I guess it stopped raining somewhere along the way, doesn't mom look great for having just flown all night and then lugging her bags through the rain for a mile? This, the Trevi Fountain, was close to home, and we made a quick stop to toss in coins, thus ensuring our return to Roma. Then we dropped off mom's stuff, made arrangements to have our room changed the next day (thanks, mom!), and we set out to get the lay of the land.

The rooftop terrace at our hotel, where we had breakfast every morning and drinks every night.

Our piazza, so festively adorned in honor of the reunification. We vaguely wondered what this building was for much of the visit, and finally ventured in one day to discover an olive oil tasting in progress. It was an event space. Fancy.

That first day, I was a total badass with the map, navigating the trek to and from Termini station with ease. Then we had a drink(s) before dinner, and a bottle of wine with dinner, and then we decided to check out the Trevi Fountain again since it was right there in the 'hood and we hadn't had a proper photo op. It soon became clear that my mad map skillz are null when faced with Italian wine, and we walked around and around and around, getting helpful advice and directions from friendly passers by. That's when we heard the directions that became our mantra for the weekend: "Cosi, Cosi, Cosi" (with a heavy Italian accent and aggressive hand gesturing)

But we found it!

The next morning, I lay in bed listening to the sounds of the street, cold and certain that we'd be facing more rain. It wasn't ideal, but it would be allright. Mom and I are both troopers, it would just require the proper attitude and fortitude.

Can you imagine our surprise and delight to emerge onto the terrace and find this?

Oh, the joy. Rapture! It was a stunningly beautiful day, and we were treated to similar weather for the duration of our Roman holiday, with the exception of one downpour, for which we had ample notice in the form of ominous and foreboding skies, and plenty of time to get ourselves back to the lovely piazza de pietra before it hit.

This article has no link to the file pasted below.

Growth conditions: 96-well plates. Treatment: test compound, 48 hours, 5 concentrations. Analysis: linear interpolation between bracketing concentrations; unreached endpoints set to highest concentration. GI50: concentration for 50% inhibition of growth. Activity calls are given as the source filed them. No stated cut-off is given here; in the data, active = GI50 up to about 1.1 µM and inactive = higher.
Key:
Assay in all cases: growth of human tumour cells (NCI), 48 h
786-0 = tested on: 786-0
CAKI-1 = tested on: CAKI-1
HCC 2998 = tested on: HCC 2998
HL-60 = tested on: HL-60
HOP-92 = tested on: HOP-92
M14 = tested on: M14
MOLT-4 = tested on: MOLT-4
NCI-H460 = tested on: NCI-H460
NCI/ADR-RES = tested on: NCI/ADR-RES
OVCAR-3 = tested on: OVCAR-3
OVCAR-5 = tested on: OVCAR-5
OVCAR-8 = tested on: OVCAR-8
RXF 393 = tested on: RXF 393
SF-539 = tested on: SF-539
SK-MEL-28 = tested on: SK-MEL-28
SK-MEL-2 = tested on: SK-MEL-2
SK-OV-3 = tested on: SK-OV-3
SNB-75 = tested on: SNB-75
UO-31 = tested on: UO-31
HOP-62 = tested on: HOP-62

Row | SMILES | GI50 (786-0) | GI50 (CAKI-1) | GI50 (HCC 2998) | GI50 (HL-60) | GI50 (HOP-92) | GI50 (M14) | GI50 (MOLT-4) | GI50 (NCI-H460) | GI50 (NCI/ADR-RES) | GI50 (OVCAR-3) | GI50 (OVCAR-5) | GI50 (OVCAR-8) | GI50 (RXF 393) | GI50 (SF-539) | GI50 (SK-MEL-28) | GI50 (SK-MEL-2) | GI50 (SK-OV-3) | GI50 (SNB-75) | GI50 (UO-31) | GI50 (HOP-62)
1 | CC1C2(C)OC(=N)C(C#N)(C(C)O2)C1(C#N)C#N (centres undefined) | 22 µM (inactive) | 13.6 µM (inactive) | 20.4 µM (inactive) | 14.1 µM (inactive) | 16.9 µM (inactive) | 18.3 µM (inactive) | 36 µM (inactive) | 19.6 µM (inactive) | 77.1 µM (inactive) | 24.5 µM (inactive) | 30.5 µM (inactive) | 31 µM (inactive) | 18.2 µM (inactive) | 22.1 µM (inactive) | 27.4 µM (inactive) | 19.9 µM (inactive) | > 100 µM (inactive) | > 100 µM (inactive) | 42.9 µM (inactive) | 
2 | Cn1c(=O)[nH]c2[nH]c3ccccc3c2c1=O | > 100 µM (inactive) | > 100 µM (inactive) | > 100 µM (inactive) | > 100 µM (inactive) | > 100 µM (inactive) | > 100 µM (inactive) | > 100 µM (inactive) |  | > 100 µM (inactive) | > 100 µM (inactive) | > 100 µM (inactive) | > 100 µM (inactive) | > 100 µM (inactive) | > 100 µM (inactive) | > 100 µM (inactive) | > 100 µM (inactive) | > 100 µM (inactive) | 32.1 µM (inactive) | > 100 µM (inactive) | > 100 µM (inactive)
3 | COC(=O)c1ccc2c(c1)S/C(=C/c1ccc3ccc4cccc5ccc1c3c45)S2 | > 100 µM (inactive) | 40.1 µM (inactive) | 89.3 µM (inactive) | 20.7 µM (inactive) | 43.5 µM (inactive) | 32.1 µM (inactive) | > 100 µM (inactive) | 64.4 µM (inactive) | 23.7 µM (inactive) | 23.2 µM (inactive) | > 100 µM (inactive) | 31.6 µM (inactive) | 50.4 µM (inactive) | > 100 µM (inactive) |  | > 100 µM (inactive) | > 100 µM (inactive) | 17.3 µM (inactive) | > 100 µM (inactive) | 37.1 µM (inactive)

That was a great day. They were all great, we just kept doing all the right things and we were so happy to be together in that stunning city. We decided to get ourselves on one of those hop on/hop off, open air buses to get our bearings and have a look at the city. The desk manager at the hotel, Emmanuel, pointed us in the direction of his namesake's monument, where we'd find all manner of buses to choose from. 

Monumento a Vittorio Emanuele, or as we called it, Victor. It was an amazingly easy landmark to guide us home from all points in the city. We'd just look around and go: "Oh, there's Victor."
We selected our bus, and commenced with the grinning.

We loved that bus. Our tickets were good for 24 hours, but we used them for 48. It was a great way to get from place to place, and also a great resource for learning about the city. Every  time we looped around, we saw or heard something new. So there we'd sit, soaking up the rays and willing the teeny cars and pedestrians to move swiftly so we could avoid being open air witnesses to Italian carnage. But mostly we just feasted our eyes on the wonder and awe inspiring sights that met us around every corner.

Majestic, startling images so very familiar yet entirely new.

Some of that shit is really old. 
We disembarked a few times, certainly for lunch, also to cruise around the Colosseum area. I think we spotted Victor from the Colosseum and walked home from there.

Ominous and foreboding